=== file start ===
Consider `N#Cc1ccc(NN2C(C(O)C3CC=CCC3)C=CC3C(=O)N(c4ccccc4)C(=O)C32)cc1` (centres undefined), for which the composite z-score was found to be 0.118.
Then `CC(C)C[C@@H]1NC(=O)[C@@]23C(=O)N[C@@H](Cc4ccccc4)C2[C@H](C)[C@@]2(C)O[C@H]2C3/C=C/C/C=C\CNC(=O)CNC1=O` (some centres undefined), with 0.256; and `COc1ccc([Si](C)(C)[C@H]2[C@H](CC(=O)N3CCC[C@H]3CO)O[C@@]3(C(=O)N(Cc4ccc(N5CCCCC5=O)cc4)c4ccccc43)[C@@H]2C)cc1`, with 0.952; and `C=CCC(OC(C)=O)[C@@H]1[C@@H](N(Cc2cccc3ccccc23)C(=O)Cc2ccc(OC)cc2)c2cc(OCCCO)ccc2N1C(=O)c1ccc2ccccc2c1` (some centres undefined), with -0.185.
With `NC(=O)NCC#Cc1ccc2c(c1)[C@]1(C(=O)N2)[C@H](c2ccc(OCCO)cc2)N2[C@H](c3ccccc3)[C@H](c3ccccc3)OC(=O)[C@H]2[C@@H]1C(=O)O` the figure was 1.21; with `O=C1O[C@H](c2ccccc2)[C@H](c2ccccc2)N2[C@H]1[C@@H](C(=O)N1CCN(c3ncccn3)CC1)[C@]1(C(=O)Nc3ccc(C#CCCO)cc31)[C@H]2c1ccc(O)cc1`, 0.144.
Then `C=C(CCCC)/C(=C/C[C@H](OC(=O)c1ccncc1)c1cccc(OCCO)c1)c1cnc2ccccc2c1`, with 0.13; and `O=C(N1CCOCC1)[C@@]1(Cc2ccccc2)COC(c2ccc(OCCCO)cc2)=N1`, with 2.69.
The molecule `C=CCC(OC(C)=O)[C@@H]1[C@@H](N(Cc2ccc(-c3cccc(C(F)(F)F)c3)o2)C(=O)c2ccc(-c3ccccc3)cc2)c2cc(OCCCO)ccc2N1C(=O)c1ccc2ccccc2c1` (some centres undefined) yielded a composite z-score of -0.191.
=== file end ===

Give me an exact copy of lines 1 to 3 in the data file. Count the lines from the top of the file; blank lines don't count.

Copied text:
Consider `N#Cc1ccc(NN2C(C(O)C3CC=CCC3)C=CC3C(=O)N(c4ccccc4)C(=O)C32)cc1` (centres undefined), for which the composite z-score was found to be 0.118.
Then `CC(C)C[C@@H]1NC(=O)[C@@]23C(=O)N[C@@H](Cc4ccccc4)C2[C@H](C)[C@@]2(C)O[C@H]2C3/C=C/C/C=C\CNC(=O)CNC1=O` (some centres undefined), with 0.256; and `COc1ccc([Si](C)(C)[C@H]2[C@H](CC(=O)N3CCC[C@H]3CO)O[C@@]3(C(=O)N(Cc4ccc(N5CCCCC5=O)cc4)c4ccccc43)[C@@H]2C)cc1`, with 0.952; and `C=CCC(OC(C)=O)[C@@H]1[C@@H](N(Cc2cccc3ccccc23)C(=O)Cc2ccc(OC)cc2)c2cc(OCCCO)ccc2N1C(=O)c1ccc2ccccc2c1` (some centres undefined), with -0.185.
With `NC(=O)NCC#Cc1ccc2c(c1)[C@]1(C(=O)N2)[C@H](c2ccc(OCCO)cc2)N2[C@H](c3ccccc3)[C@H](c3ccccc3)OC(=O)[C@H]2[C@@H]1C(=O)O` the figure was 1.21; with `O=C1O[C@H](c2ccccc2)[C@H](c2ccccc2)N2[C@H]1[C@@H](C(=O)N1CCN(c3ncccn3)CC1)[C@]1(C(=O)Nc3ccc(C#CCCO)cc31)[C@H]2c1ccc(O)cc1`, 0.144.